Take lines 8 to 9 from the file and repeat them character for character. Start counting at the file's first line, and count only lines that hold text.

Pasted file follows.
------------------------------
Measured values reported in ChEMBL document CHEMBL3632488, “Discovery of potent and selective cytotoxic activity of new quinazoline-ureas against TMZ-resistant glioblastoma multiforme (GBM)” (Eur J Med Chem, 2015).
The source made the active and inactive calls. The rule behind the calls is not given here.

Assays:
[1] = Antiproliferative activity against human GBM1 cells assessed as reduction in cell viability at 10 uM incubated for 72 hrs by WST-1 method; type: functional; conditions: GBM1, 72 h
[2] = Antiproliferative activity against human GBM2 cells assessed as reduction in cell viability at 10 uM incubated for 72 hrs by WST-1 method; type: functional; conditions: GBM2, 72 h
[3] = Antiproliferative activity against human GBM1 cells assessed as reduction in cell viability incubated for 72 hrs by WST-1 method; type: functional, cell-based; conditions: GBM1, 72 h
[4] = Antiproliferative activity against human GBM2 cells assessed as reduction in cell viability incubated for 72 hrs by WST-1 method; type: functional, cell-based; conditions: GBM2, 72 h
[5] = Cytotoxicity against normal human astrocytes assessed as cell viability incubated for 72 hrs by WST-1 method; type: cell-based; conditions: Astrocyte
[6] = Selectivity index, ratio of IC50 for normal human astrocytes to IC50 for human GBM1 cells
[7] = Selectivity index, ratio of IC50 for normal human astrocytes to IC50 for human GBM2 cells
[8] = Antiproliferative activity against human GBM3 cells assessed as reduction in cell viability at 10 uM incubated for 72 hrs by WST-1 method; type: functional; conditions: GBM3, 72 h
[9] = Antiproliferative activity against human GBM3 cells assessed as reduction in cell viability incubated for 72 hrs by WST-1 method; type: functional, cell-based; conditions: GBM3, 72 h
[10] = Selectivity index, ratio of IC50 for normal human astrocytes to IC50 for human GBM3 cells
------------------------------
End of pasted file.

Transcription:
[5] = Cytotoxicity against normal human astrocytes assessed as cell viability incubated for 72 hrs by WST-1 method; type: cell-based; conditions: Astrocyte
[6] = Selectivity index, ratio of IC50 for normal human astrocytes to IC50 for human GBM1 cells